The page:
I tried using shampoo bar soap before and it did not work. No one told me that you usually have to wait about 2 weeks for your hair to stop overproducing oils from being stripped consistently with store-bought shampoos or that sometimes hard water makes it difficult, or that you need to use a conditioner afterwards to help with the mineral deposits and pH balance.
In other words, there’s more to just grabbing a shampoo bar and washing your hair. This isn’t for everyone and we are fortunate that there are many hair products available that cater to a wide amount of needs.
You can find shampoo bar recipes for all hair types here.
When I first started using shampoo bars, I had to give myself a few weeks to adjust my overly stripped hair and scalp before I saw a huge difference.
I had to do a baking soda rinse to help get rid of the last of the product residues and follow with apple cider vinegar, then wash. This is hard on the hair and I don’t recommend doing that unless you have serious build up.
I really love this shampoo bar and am glad that I went ahead and made the transition.
Here’s a full guide on How to go No ‘Poo. Make sure you check it out if you are new to shampoo bars.
This is the wonderful recipe that I have been using.
There are many options that you can try if you are making your own (add what you love).
If you would like more shampoo bar options, here are 7 Homemade Shampoo Bar Recipes to choose from as well.
You can also forgo that shampoo and wash with a rinse. Check out Shampoo Rinses and Herbal Rinses.
Conditioner recipes can be found here and here.
This is a shampoo bar made with the cold processed soap method. Why is it considered a shampoo bar instead of a body bar? The oils chosen are specific to caring for your hair and it is formulated to lather beautifully for ease of use.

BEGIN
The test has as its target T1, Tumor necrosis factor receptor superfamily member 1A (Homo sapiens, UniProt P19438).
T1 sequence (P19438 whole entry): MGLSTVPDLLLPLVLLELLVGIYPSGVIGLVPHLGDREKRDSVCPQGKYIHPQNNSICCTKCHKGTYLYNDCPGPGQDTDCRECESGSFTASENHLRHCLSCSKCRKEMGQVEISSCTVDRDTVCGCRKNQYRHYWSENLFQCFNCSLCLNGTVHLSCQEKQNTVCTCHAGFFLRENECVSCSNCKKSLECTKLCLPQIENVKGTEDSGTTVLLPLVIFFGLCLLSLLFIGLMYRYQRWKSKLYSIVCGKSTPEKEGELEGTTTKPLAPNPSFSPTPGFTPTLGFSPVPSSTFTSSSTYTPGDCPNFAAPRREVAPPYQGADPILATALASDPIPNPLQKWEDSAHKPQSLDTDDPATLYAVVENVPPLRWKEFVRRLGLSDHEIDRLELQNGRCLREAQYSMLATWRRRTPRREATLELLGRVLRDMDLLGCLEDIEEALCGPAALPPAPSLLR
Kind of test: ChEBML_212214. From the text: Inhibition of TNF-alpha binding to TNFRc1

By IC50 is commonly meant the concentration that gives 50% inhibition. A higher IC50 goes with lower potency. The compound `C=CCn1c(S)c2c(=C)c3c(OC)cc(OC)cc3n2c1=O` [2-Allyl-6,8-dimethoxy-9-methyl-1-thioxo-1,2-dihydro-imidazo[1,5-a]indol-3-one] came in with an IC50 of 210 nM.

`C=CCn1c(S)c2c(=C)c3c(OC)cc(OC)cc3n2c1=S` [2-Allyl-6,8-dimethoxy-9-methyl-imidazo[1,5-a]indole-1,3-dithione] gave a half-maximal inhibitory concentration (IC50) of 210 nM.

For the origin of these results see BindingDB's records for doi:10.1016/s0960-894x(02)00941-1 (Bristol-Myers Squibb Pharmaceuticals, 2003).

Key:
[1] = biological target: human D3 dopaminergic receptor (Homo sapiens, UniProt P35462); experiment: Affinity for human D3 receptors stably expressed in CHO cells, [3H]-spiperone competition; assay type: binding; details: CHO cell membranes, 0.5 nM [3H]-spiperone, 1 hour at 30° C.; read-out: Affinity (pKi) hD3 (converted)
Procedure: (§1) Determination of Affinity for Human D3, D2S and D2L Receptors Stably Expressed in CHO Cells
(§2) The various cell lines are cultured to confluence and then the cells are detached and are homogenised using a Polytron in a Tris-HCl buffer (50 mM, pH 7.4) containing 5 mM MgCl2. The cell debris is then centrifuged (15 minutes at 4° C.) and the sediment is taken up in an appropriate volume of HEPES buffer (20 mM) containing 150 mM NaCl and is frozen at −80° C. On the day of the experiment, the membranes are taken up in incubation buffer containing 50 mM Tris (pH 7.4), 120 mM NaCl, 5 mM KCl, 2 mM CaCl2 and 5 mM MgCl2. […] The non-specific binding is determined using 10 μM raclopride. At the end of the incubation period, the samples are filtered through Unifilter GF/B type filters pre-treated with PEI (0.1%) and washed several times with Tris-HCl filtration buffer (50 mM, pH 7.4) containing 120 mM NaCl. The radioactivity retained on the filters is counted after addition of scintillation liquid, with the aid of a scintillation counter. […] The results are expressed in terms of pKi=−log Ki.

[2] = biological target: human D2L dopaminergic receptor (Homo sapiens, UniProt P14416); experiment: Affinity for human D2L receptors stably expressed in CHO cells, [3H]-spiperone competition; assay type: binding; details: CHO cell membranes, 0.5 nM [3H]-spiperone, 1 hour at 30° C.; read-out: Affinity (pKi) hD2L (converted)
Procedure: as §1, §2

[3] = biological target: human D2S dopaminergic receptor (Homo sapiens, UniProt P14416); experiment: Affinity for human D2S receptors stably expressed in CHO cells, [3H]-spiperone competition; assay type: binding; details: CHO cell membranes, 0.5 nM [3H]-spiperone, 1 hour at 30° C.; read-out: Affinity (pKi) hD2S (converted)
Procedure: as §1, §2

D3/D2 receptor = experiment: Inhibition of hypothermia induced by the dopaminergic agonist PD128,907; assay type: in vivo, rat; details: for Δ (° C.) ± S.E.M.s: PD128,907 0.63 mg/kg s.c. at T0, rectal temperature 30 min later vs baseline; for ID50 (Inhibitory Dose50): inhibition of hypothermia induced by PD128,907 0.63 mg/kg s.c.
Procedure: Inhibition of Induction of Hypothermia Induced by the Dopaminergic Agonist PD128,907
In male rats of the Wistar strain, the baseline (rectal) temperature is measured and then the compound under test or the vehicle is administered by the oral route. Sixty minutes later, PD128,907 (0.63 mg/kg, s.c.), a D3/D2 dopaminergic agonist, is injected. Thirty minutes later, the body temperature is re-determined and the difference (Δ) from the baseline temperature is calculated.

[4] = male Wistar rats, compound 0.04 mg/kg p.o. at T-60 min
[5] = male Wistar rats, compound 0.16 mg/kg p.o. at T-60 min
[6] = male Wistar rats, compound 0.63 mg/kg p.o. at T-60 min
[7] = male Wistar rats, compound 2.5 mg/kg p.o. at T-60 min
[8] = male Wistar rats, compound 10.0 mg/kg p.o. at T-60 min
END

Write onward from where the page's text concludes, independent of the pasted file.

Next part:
Shampoo Bar Soap Recipe
Coconut Milk Shampoo Bar Recipe
- 1 scale
- 1 3lb mold
- 9 ounces Coconut Oil
- 9 ounces Olive Oil
- 6 ounces Castor Oil
- 3 ounces jojoba oil
- 2 ounces shea butter
- 2 ounces cocoa butter
- 1 ounce Beeswax
- 8 ounces coconut milk
- 4 ounces water
- 4.2 ounces lye
- 1 ounce essential oils of choice
- Weigh oils and butters and melt in large stainless steel pot. Cool to 80-90 degrees Fahrenheit.9 ounces Coconut Oil, 9 ounces Olive Oil, 6 ounces Castor Oil, 3 ounces jojoba oil, 2 ounces shea butter, 2 ounces cocoa butter, 1 ounce Beeswax
- Wearing gloves, weigh lye into a plastic zip close bag and set aside. Weigh and combine coconut milk and water in a separate container. Take both outside and put on goggles, charcoal filter mask, and gloves. Pour lye into milk water and stir until dissolved. Allow to cool to 80-90 degrees Fahrenheit.8 ounces coconut milk, 4.2 ounces lye
- When both lye water and oils are 80-90 degree Fahrenheit, pour lye water into oils and mix with a stick blender on and off until trace.
- Add essential oils and follow one of the options below.1 ounce essential oils of choice
- The hot process method is loved by many because you can use it immediately after cooling; texture and look of soap is lightly different. After bringing to trace, cook in crock pot on medium to low heat for 1 hour. Mixture will become more translucent (you’ll see the difference). Then pour/scoop into a lined mold until cool.
- When cool, take out and slice. Store in a lightly vented container.
- Cold processing means having to wait 3-6 weeks while the soap hardens. It will give a smooth finish. After trace, pour into mold and insulate for 24 hours.
- Remove from mold and slice, let air for 3-6 weeks before using.